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Are you experiencing retired husband syndrome?


by Paul Kenyon Reporter, Japan:

In Japan it is estimated that 60 per cent of older women have a common problem – their husbands. Having spent years “married to their jobs”, retired men are having an extraordinary effect on the health of their partners.

Takako Terakawa shares her cramped, two-room flat in Osaka with a cat the size of a small child, 400 teddy bears and her husband.{{more}}

The bears are neatly stored, and filed according to colour and size, in a cabinet in her bedroom.

She brings them out to inspect and groom them each day.

As she does so, her whole body relaxes.

This seems to be what she lives for.

The bears are a replacement for her husband.

Drifting apart

Mrs Terakawa suffers from Retired Husband Syndrome (RHS), an illness born of a particular set of social conditions.

Women brought up during the 50s and 60s – the baby-boomer generation – are sometimes seen as a commodity by their husbands, someone to do the housework and look after the children.

Their husbands may be “salarymen” or white collar workers, who leave home in the early hours, and return merely to sleep.

These couples can gradually drift apart, carving out separate lives for themselves.

Then, when the husband approaches 60 – the national retirement age in Japan – the wife gradually realises she is going to be thrust into the permanent company of a man who has grown to be a stranger.

It is at this point that wives in Japan have started becoming ill, showing signs of both depression and physical illness.

“When I thought about my husband being at home, I developed rashes on my body and had stomach ache,” admits Mrs Terakawa.

“On occasions I would throw up after I had eaten. Sometimes just being in the same room as him made me physically sick.”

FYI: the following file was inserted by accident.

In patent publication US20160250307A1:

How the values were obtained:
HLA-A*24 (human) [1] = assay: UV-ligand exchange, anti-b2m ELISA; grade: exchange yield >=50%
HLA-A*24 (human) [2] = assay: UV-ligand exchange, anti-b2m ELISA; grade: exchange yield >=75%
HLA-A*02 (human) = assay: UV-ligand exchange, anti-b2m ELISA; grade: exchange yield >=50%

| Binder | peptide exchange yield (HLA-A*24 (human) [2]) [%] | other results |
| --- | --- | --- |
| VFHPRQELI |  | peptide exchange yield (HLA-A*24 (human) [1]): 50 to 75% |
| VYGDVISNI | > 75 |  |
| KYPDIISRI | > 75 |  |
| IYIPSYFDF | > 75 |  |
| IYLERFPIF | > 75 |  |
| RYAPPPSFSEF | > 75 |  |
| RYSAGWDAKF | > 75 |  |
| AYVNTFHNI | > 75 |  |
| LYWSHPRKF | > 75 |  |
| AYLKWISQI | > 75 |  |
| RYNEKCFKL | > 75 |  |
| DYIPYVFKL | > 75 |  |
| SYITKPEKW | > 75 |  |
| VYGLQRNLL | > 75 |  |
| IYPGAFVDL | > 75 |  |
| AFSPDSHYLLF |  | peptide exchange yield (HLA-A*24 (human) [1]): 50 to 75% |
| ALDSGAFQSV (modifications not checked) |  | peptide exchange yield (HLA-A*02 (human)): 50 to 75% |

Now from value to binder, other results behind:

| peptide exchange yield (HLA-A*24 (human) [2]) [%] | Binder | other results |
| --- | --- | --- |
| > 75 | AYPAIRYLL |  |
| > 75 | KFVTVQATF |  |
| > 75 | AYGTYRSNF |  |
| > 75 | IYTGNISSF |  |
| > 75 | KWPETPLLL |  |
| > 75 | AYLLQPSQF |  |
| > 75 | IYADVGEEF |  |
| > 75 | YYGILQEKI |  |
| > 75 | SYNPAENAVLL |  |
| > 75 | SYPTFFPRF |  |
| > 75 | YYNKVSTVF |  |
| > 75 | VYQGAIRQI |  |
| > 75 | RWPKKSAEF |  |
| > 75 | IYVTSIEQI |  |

The syndrome was discovered by Dr Nobuo Kurokawa who, over the past 10 years, has been treating a steady flow of Japanese women of a certain age with the same symptoms, including depression, skin rashes, ulcers, asthma and high blood pressure.

Dr Kurokawa, who has a surgery in Osaka, believes that 60 per cent of older women are affected by RHS and says that if it is ignored, the symptoms will just get worse.

“If the husband doesn’t try to understand, the illness becomes incurable,” he says.

Laws of separation In the West, of course, when relations have sunk to such a low, divorce would be a way out.

But in Japan, particularly among this generation, it is far less culturally acceptable. Not only that, but a divorced wife has no rights to her husband’s pension and would usually be unable to survive financially should they decide to part ways.

A change in Japanese divorce law (giving wives a share of their husband’s pension) is scheduled for early 2007, but for people like Mrs Terakawa and the others we met in Japan suffering from RHS, they will not be taking that route.

This is largely because the syndrome has a strange twist at its core.

Many women suffering from it actually want to keep their husbands.

Stranger still, the husbands are completely unaware that they are part of the problem.

Hidden emotion

One of the other sufferers we met was Yukie Aoyama.

Her escape from her husband came in the form of an obsession over young pop star Kiyoshi Hikawa.

Her walls are plastered with his image and her diary is organised around his appearances.

She sees her husband, a salaryman working away, just once a month – and then just for a few hours.

We met her husband during one of his visits home.

I had imagined a monster, but he was a small, timid man who was genuinely completely taken aback when I suggested his wife might be suffering from RHS.

She had never had the nerve to tell him.

I asked him what he would do if his wife decided to leave him.

“It never occurred to me, but I think I would be in trouble,” he said.

“I am getting old. If my wife asked me to live alone I would fall apart… I am not strong enough. Our generation is not good at expressing feelings.”

National conversation

What really surprised me is that I thought RHS would be something talked about in hushed tones at pensioners’ clubs.

But, it is actually the subject of discussion between young people on the streets of Tokyo who are determined to learn from the mistakes of previous generations.

Within 10 years, a quarter of Japanese will be over 65.

Coupled with the fact that life expectancy in Japan is the highest in the world – 81 years – it has become a serious talking point.

The syndrome has featured in TV debates and is discussed widely in the newspapers.

The question is, now that we know the symptoms, how long will it be before Western women of a certain age start suffering from RHS too?